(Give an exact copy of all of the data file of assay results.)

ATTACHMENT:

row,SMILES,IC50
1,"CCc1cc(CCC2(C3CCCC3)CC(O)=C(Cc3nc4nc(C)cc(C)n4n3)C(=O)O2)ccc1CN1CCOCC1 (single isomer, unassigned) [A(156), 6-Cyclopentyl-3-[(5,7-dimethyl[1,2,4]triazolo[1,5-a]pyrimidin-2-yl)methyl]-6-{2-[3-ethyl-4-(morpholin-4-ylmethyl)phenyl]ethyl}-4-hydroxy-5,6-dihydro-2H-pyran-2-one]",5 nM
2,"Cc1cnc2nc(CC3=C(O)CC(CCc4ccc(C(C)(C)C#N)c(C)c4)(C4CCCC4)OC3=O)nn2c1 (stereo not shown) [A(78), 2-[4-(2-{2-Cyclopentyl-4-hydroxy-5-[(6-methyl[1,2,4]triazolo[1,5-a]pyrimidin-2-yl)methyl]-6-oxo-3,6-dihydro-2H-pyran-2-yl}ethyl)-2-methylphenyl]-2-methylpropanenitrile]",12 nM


row,SMILES,IC50
1,"CCc1cc(CCC2(C3CCCC3)CC(O)=C(Cc3nc4nc(C)cc(C)n4n3)C(=O)O2)ccc1CN1CCOCC1 (single isomer, unassigned) [A(156), 6-Cyclopentyl-3-[(5,7-dimethyl[1,2,4]triazolo[1,5-a]pyrimidin-2-yl)methyl]-6-{2-[3-ethyl-4-(morpholin-4-ylmethyl)phenyl]ethyl}-4-hydroxy-5,6-dihydro-2H-pyran-2-one]",5 nM
2,"Cc1cnc2nc(CC3=C(O)CC(CCc4ccc(C(C)(C)C#N)c(C)c4)(C4CCCC4)OC3=O)nn2c1 (stereo not shown) [A(78), 2-[4-(2-{2-Cyclopentyl-4-hydroxy-5-[(6-methyl[1,2,4]triazolo[1,5-a]pyrimidin-2-yl)methyl]-6-oxo-3,6-dihydro-2H-pyran-2-yl}ethyl)-2-methylphenyl]-2-methylpropanenitrile]",12 nM